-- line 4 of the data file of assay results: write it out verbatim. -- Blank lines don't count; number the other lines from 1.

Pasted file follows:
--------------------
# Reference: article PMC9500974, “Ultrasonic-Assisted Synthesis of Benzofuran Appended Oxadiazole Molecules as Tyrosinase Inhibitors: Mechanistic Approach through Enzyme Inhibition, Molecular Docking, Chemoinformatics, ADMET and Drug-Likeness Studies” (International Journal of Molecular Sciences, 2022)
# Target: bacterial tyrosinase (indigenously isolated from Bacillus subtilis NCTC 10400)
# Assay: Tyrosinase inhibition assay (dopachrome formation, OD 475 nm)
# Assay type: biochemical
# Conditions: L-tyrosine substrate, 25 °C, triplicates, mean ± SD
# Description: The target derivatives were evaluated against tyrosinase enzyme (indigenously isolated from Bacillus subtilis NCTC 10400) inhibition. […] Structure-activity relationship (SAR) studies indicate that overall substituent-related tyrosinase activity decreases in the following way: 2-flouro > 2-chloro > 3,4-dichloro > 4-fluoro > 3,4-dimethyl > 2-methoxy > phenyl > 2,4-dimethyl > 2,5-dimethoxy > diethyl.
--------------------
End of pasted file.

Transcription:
# Assay type: biochemical